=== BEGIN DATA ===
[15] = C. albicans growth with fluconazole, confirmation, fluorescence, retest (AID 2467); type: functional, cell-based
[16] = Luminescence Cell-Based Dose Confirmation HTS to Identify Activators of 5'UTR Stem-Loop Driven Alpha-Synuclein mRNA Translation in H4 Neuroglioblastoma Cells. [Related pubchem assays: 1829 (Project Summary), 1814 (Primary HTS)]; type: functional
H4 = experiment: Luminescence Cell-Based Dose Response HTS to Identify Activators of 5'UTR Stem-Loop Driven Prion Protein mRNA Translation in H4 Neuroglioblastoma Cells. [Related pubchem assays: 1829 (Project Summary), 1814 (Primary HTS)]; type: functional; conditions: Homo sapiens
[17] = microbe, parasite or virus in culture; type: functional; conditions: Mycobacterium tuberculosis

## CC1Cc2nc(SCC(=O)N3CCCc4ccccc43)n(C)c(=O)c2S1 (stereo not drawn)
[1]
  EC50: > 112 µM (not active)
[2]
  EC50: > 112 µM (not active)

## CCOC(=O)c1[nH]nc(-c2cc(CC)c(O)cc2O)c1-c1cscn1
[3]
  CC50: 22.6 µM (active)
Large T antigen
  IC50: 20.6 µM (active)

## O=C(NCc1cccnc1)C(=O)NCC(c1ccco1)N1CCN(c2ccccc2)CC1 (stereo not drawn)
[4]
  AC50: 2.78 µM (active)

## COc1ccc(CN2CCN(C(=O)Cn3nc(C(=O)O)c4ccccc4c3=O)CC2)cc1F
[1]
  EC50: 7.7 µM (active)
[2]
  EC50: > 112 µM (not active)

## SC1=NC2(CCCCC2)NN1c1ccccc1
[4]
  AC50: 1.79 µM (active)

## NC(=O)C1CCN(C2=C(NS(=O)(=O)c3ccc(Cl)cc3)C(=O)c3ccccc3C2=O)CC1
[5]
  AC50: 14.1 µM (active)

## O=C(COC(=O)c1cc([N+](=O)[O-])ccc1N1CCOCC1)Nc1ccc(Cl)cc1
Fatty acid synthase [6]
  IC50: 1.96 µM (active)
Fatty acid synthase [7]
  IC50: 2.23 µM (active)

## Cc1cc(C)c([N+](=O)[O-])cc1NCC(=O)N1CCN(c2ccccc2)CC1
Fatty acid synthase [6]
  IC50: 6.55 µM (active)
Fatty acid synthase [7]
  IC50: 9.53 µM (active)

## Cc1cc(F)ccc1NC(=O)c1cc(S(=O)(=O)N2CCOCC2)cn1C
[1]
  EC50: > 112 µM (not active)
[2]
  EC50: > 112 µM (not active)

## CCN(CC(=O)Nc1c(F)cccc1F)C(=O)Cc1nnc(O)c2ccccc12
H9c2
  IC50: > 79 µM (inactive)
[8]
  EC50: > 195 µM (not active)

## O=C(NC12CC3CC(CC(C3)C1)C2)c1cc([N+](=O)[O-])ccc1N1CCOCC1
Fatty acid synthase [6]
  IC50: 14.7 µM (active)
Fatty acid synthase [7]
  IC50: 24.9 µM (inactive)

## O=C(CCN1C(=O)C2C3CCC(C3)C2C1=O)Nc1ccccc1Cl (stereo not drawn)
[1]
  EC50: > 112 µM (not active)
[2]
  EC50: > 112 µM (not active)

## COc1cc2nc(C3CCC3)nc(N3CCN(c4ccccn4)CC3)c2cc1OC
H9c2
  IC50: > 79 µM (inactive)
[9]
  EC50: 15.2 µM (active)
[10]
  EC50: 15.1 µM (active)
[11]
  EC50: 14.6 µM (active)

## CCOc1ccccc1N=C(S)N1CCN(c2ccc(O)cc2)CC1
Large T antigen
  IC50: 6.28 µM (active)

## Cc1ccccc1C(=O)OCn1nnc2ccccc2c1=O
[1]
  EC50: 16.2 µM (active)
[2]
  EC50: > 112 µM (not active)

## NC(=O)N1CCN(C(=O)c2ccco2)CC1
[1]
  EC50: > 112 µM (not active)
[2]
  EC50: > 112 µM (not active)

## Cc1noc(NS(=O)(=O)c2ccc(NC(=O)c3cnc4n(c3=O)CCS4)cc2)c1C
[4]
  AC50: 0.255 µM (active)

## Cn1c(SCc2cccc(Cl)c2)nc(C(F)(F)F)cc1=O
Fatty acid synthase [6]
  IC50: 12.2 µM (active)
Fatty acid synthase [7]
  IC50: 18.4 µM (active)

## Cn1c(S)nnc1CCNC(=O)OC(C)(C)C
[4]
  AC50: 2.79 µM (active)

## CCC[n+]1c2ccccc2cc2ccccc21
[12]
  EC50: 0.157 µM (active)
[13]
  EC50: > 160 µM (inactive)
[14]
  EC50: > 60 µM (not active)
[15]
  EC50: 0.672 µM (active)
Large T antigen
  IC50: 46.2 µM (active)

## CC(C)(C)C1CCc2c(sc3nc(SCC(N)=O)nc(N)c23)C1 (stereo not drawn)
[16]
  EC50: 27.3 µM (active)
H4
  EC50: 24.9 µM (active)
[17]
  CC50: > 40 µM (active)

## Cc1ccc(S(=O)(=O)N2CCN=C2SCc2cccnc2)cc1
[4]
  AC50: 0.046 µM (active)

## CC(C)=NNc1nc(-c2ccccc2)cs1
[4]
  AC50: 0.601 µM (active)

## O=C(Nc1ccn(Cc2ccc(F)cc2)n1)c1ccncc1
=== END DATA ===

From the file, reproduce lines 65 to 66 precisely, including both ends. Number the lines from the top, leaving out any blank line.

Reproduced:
  EC50: 15.1 µM (active)
[11]